Hello, my name is Jessica Prater and I am a chronic under-leader.
Now, I need to tell you a little bit about why this is such an important distinction and what it originally did for me. I came to the realization that this was a problem in 2013. I was in a class called Situational Leadership® where I was studying to become a facilitator. I had flown to Raleigh Durham North Carolina and was in the process of going through an intensive Boot Camp of learning how to teach this class.
Here’s a beautiful thing about being in training and facilitation – often times what you’re teaching is exactly what you need to hear.
I was at a place in my career where I was using a whole lot of pure influence. I had moved into a role where I had a Manager title, but all my power was peer influence. Chris McLean, a master facilitator for Situational Leadership®, brought up the concept of under leading versus over leading. I realized very quickly that I was struggling with under leading, not giving people enough information.
I was employed with a large multinational organization and had moved up the ranks fairly quickly. Still in my 20s, I was surrounded by people that were older than me that had more experience. Many times I found myself looking in the mirror and seeing a scared little girl. Even though I was several years into my career, I had not yet found my voice. I hadn’t tapped into my power and influence.
Now, I was certainly a high potential and highly engaged employee. I had a lot of things that I was doing well, but effectively influencing was not one of them. I struggled giving specific information because sometimes I felt like it was not my place to influence them, especially when they were older and had more experience than me. Even though I had some knowledge and at that point I had some real life experience, I was afraid anytime I tried to influence.
My biggest fear was that someone would ask “what gives you the right to tell me what to do”. In situations that were complex, where there was a difference of opinion or there was the potential for conflict, I defaulted to a posture of being vague or noncommittal. In some situations that served me as it avoided conflict and kept the peace.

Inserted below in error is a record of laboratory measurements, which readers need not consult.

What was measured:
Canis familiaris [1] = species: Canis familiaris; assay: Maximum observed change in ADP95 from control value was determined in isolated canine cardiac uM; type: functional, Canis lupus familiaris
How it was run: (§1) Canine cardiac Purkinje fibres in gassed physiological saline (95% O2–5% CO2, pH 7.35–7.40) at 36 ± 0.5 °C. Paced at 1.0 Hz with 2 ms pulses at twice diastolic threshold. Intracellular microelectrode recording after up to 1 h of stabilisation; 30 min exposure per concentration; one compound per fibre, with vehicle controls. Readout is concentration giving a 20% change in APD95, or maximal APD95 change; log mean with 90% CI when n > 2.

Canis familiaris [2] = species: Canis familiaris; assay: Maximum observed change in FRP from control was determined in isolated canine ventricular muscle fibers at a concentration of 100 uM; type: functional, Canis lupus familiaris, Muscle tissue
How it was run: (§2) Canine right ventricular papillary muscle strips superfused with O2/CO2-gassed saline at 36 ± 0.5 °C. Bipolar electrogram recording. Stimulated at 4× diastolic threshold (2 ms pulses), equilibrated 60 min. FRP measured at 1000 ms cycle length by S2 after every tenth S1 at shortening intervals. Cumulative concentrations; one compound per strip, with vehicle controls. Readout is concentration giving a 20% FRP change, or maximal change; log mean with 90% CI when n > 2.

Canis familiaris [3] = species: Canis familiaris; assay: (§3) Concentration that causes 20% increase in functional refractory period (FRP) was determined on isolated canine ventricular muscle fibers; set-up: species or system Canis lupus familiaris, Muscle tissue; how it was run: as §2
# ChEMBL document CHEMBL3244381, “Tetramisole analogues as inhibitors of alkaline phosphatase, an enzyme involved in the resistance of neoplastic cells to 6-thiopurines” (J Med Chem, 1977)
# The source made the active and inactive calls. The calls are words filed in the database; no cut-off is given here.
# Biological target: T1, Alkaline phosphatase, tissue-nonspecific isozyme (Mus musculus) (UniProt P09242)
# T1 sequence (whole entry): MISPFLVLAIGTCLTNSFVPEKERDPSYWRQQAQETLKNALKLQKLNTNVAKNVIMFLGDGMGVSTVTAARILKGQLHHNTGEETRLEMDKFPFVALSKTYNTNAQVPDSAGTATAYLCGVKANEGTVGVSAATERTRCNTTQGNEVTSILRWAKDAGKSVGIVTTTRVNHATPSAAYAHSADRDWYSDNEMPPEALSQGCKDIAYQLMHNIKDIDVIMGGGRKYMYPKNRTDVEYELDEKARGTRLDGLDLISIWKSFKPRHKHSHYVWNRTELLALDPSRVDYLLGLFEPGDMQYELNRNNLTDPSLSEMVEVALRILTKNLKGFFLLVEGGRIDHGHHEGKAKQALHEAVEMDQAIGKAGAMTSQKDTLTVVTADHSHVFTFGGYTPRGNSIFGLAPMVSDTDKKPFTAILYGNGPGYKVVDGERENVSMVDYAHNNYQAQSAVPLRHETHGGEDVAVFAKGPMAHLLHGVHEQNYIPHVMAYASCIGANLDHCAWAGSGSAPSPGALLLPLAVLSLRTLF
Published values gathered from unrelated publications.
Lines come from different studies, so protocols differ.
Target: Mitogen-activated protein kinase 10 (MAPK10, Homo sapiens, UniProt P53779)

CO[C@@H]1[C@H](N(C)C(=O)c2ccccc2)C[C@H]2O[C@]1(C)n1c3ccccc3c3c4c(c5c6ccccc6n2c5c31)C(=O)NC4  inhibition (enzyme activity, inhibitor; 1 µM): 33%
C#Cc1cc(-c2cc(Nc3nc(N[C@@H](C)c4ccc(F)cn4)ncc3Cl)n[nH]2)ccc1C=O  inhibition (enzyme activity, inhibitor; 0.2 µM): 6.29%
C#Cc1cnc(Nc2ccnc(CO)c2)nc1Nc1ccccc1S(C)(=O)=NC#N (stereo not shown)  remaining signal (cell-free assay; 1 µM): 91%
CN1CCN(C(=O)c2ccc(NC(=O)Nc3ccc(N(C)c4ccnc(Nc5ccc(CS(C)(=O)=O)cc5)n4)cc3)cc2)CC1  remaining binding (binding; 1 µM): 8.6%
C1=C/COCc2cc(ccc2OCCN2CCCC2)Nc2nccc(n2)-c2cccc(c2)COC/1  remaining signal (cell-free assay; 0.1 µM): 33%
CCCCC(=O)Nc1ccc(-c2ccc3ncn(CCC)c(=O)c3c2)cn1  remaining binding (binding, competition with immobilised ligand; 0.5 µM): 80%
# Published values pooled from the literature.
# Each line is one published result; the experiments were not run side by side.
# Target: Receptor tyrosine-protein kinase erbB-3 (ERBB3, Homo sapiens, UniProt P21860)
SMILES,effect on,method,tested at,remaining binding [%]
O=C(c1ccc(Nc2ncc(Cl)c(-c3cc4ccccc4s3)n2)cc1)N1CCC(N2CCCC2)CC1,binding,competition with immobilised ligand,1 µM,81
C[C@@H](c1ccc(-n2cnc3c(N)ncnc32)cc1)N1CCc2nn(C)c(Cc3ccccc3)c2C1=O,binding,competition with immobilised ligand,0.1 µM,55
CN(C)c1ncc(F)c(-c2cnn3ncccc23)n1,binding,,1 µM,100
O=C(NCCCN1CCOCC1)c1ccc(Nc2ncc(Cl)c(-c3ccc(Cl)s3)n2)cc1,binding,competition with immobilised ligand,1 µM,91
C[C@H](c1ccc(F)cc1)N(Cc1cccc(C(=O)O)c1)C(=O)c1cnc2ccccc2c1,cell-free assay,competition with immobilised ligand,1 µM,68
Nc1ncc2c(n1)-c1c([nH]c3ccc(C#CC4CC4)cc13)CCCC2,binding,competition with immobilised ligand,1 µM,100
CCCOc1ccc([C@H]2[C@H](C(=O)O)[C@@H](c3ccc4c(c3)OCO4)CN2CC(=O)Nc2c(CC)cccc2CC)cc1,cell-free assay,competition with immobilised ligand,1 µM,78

However, I wasn’t authentic to myself. I wasn’t authentic to what I believed was most important in the situation. And at times it left my colleagues hanging because they didn’t understand what I was asking of them.
I have to confess that I live with very few regrets, but one that I do have is— I didn’t learn this important concept sooner.
In order to influence someone, you have to ask for what you need. I know it sounds really simple. Maybe you’re not like me, and you’ve already figured this out. You may struggle with other things with your leadership role.
Looking back, I may have been young and lacking experience, but I made some major missteps in my communication. I didn’t want to tell people what to do, which caused problems in several ways. The first was that I left people in a lurch because I was asking them to do something, but I didn’t truly tell them what I needed. That wasn’t fair to them because they were left wondering what is it that I was needing. Brené Brown says “clear is kind” and my avoidance was unkind. I left peers in a space where they were unsure of what I was expecting.
On a deeper level, if you were asking someone to do some thing they are then putting themselves out in a vulnerable place. If the one making the ask doesn’t give instructions for the direction they need set in, they’re more likely to struggle or fail. Do you want to be a person that sets others up to fail? I certainly don’t.
Lack of direction can cause massive bottlenecks and frustration. And we owe it to our teams to be clear and consistent with our influence.
I want my story to be one of personal growth and development. You may be struggling with changes in the workplace, your industry, how your team does work, or office/hybrid structures. Not just you – many of our employees are now struggling and its clear now’s the time we must commit to just being a little bit better in our communication.
Wouldn’t it be a positive impact if we all just commit to getting 10% better at clear communication. How much better would our world work a year from now?
I’m a big believer in the Situational Leadership® model and the awareness that it brings around leadership and communication. Are you ready for an “aha” moment? J Prater Consulting is a trainer partner of CLS, the home of Situational Leadership®. Would you like to learn more about how we partner with businesses just like yours? Contact us today and schedule a free discovery call.